Singapore is an island city-state at the southern tip of the Malay Peninsula. With a limited land area of 700 square kilometers and a population of 4.8 million, Singapore has become developed because of innovative urban planning integrated with the efficient use of land and natural resources. Singapore’s small size poses challenges related to the availability of land and natural resources. To optimize land use, Singapore promotes high-density development not only for businesses and commercial entities, but also for residential structures. High density lends itself to higher economic productivity per unit of land and facilitates the identification of green spaces and natural areas for preservation.
Indeed, Singapore is known as the garden city. Furthermore, high-density development has translated into greater use of public transportation as major business, commercial, and residential areas are well connected to an integrated public transportation network. In 2004, public transportation as a share of all transportation modes during morning peak hours reached 63 percent. The significant use of public transportation helps reduce greenhouse gas emissions.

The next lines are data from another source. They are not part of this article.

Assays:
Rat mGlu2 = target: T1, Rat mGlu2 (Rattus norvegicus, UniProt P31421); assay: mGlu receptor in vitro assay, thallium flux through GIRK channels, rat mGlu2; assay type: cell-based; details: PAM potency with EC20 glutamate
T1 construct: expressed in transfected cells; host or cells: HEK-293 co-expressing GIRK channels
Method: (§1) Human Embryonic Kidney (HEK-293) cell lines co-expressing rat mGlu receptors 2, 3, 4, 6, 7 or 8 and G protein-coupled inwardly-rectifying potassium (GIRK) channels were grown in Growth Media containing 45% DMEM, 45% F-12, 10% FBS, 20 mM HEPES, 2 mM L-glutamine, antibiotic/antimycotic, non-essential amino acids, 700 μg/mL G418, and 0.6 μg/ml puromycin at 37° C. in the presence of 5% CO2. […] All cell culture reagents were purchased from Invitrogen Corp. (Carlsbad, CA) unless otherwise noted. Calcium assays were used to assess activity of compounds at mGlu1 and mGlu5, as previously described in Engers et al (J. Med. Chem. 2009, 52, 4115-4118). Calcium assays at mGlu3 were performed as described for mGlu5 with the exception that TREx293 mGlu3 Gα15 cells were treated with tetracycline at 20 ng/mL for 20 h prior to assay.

High public transportation ridership also means Singapore has been able to recover all public transportation operating costs from fares, a feat achieved only by Hong Kong, China, and by Singapore among modern, highly developed cities.
Part three consists of the Field Reference Guide. The guide contains background literature designed to support cities in developing more in-depth insight and fluency with the issues at two levels. It provides a city-by-city and sector-by-sector lens on urban infrastructure. The next section comprises a series of sector notes, each of which explores sector-specific issues in urban development.
Suzuki, Hiroaki; Dastur, Arish; Moffatt, Sebastian; Yabuki, Nanae; Maruyama, Hinako. 2010. "The Field Reference Guide, Case 3: Singapore." In Eco2 Cities: Ecological Cities as Economic Cities. World Bank. © World Bank. https://openknowledge.worldbank.org/handle/10986/2453